Reducing Your Food Waste Is Super Important
Food waste. It is phenomenal to think about the amount of food wasted by each household. More than one-third of all food produced around the globe ends up spoiled or wasted. And that is pretty sad to think about.
Here are some numbers to think about, Americans throw away 40% of the food that they purchase, and there are still 49+ million Americans going hungry.
There are a few issues that come into play with food waste — cost, attractiveness, and amount.
If we think about how much food is produced, we are actually looking at twice as much as people need – per person that is. Not only that, we are consistently shown images of the perfect apple. Red and juice, so when we go to a farmers market and see an oddly shaped apple, we don’t think of it as beautiful. Meaning that there are millions of pieces of fruit and vegetables that will never see the shelves – because they aren’t pretty enough.
Although food prices have been rising, it still doesn’t ‘feel’ expensive for a lot of families. So rather than treat food as something precious, it’s treated pretty badly. We like getting deals and discounts, so often will buy without knowing what we will use the 3lbs of kiwis for. And suddenly, because they were so cheap – they can go in the trash, right?
The only way to change this is to become more socially and globally aware of the consequences of food waste. You can start by reading Tesco Ireland’s guide to reducing food waste, and implementing the tips below.
How connected are you to the food in your fridge right now. It is too easy to be ignorant about the process of growing food, of where meat comes from, of the dairy farmers process.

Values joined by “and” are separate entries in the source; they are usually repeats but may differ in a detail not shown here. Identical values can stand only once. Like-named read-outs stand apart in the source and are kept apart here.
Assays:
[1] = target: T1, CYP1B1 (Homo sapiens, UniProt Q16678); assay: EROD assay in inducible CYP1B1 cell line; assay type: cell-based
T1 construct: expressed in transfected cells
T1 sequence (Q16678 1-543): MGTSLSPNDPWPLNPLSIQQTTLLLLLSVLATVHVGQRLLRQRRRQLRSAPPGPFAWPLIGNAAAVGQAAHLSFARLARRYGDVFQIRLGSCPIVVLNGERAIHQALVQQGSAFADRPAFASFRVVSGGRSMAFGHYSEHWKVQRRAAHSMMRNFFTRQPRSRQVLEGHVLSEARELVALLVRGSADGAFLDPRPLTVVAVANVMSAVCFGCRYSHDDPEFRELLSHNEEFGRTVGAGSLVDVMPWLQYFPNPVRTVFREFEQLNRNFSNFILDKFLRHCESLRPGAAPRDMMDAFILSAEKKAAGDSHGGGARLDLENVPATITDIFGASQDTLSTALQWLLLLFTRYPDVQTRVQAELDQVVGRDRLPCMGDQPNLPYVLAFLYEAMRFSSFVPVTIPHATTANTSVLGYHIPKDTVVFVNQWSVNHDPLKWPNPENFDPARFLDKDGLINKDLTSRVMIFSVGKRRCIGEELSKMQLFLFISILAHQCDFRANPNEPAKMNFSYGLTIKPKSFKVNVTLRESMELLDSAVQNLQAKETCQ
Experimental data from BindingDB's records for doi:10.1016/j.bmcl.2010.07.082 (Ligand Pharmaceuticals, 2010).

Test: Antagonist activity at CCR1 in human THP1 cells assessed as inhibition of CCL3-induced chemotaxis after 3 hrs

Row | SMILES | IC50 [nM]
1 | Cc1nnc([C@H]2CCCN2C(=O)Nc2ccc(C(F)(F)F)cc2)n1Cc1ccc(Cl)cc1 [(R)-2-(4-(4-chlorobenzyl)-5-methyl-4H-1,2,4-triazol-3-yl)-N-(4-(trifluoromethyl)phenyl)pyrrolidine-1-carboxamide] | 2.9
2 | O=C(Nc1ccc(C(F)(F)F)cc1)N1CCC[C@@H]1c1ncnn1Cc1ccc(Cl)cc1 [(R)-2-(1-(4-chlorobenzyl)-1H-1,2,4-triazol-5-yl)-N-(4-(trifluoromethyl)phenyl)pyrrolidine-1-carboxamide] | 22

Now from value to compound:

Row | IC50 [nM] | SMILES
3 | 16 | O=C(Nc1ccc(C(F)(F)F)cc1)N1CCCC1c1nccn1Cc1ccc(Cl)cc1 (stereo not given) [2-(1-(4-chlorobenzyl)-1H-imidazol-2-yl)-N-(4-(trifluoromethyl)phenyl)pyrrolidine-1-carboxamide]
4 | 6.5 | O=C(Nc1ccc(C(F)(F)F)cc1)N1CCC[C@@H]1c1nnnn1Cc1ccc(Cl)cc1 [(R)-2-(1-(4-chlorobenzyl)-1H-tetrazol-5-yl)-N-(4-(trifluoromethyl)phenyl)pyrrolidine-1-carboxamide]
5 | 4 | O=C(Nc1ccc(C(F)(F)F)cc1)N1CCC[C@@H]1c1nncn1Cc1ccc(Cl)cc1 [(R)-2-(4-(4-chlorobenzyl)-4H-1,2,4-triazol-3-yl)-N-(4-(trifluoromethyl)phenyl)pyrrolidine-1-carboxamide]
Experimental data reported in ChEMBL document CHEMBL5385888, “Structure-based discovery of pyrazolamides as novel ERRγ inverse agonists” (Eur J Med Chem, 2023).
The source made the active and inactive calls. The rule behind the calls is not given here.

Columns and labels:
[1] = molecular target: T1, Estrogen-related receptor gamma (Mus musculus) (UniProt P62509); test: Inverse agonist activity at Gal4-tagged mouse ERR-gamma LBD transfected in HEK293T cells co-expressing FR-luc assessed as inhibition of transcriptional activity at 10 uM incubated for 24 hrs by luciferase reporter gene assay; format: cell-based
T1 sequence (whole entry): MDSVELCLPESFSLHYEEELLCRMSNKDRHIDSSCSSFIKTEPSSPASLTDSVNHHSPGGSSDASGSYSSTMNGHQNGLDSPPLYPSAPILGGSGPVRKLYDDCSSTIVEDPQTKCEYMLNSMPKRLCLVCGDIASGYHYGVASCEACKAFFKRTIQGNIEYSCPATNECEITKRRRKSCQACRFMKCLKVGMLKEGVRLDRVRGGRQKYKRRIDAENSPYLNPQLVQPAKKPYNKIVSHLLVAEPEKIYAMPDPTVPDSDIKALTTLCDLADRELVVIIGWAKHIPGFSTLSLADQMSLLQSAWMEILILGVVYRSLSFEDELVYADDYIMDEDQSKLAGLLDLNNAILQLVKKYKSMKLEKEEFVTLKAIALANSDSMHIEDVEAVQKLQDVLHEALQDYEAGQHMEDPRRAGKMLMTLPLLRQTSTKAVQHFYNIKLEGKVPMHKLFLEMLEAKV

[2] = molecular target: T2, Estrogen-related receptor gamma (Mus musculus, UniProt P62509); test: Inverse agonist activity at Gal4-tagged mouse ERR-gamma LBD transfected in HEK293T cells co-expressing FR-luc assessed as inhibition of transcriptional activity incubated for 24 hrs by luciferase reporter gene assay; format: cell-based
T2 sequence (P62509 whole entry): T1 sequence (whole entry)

It might be time to start watching some documentaries and reading about the growing, picking, transportation, and preservation of different foods. You might be surprised just how much you don’t know about your food.
In fact, to get an excellent idea, you can start growing your own fruits and vegetables. Which will get you used to seeing the variety of shapes and sizes that they can really be.
If you don’t know what you are cooking on a day to day basis, you are going to end up buying a range of foods with the idea you might make something. Then before you know it, the expiry date arrives and you didn’t do anything with it.
And usually, most people will put it straight in the bin. Because it is expired… or is it? (see below). If you plan each meal, you will buy exactly what you need. Meal planning is ideal.
It is essential to know that expirations and sell-by dates don’t mean that they aren’t suitable for consumers. But instead, they are an indicator of the quality of the food. Supermarkets like food to be purchased at what they consider its ‘best.’ Use them as guidelines, and learn to sniff your food.
Your sense of smell and taste are the best guides when it comes to food that really should be thrown into the compost or can still be eaten.
If you throw things you don’t eat into the standard trash, then it is pretty much out of sight out of mind. If you start a compost pile or box and are stringent with how you use it, you will have a visual representation of just how much you are wasting. This can be a very valuable tool when it comes to really WANTING to reduce your food waste.
*This is a collaborative post*